The Spire - November 2019
A monthly column by Senior
Minister J. Douglas Patterson
From the Archives
The Story of Smithfield, Part 6
by Donn Neal
From the President's Pen
Be The One
by Jeanette Thomas
I started wearing glasses in the second grade. They were the first thing I put on in the morning and the last thing I took off before going to sleep. Three years ago I underwent surgery to remove growing cataracts in my eyes and, at the same time, correct my vision enabling me to see without any external aid. I do not now wear glasses at any time for any reason. We live in miraculous times! I am blessed, however, because I had an excellent optometrist, gifted surgeons, and more than adequate insurance coverage. I am grateful! At the same time, however, I think constantly of the millions of people worldwide going blind every day because of poverty, lack of medical care, and nonexistent insurance coverage. This makes me sad.
We have hosted shelters in our church building for over forty years. First with Bethlehem Haven and, for the last 15 years, the cold weather shelter. Approximately one hundred individuals find warmth, rest and security in our basement six months out of every year. This year, however, that is in jeopardy. Our aging building is some cause for concern, particularly fire safety and accessibility. As you may know by now, the shelter will not be opened until these issues are adequately addressed. We are working hard to overcome these obstacles and open our doors in an expeditious manner. In the meantime, with the rapidly approaching severe weather months, the homeless in our city are left with much uncertainty and confusion.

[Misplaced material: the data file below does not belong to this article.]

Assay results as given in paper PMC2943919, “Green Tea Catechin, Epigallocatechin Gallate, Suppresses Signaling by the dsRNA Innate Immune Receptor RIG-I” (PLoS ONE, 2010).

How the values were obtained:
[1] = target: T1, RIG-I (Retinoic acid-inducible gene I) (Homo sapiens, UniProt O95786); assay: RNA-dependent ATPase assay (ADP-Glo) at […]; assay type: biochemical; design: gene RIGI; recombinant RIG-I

I have a warm bed every night, worry free. I am grateful! But at the same time the images of people, many who I know personally, sleeping in dangerously harsh conditions makes me sad. We have so many blessings, and for these we are very grateful! But awareness of the plight of blind, hungry, homeless, forgotten people in our midst and at our front door makes us very sad.
May God propel our sadness into action!
J. Douglas Patterson
Our Church Family
During the October 27 worship service, we welcomed Steven Anthony Ergler into the worldwide community of faith by baptism. Steven is the son of Shawn and Sarah Ergler.
We welcomed Ronald Snyder into our congregation during the October 27 worship service. Ronald is an ordained UCC minister.
On November 3, Rev. Patterson was recognized for his work at Dutilh United Methodist Church, Cranberry Township, where he served as senior minister for fourteen years prior to coming to Smithfield.
Please keep Tim and Tess Glace in your prayers. Tim recently underwent a kidney transplant.
Bill Connelly passed away on November 2. He was 79 years old. Bill was a longtime member of Smithfield UCC. We ask that you please keep Connie and her family in your prayers during this difficult time.